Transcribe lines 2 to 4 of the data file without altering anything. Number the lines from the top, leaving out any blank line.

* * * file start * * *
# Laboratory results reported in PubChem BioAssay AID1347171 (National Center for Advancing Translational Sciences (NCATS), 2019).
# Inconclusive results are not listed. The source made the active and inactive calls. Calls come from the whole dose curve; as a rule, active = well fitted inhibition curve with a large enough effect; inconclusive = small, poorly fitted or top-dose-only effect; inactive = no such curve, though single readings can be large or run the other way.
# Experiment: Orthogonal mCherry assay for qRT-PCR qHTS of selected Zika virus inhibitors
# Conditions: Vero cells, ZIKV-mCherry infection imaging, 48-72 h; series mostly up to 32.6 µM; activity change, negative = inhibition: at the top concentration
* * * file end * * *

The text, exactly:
# Inconclusive results are not listed. The source made the active and inactive calls. Calls come from the whole dose curve; as a rule, active = well fitted inhibition curve with a large enough effect; inconclusive = small, poorly fitted or top-dose-only effect; inactive = no such curve, though single readings can be large or run the other way.
# Experiment: Orthogonal mCherry assay for qRT-PCR qHTS of selected Zika virus inhibitors
# Conditions: Vero cells, ZIKV-mCherry infection imaging, 48-72 h; series mostly up to 32.6 µM; activity change, negative = inhibition: at the top concentration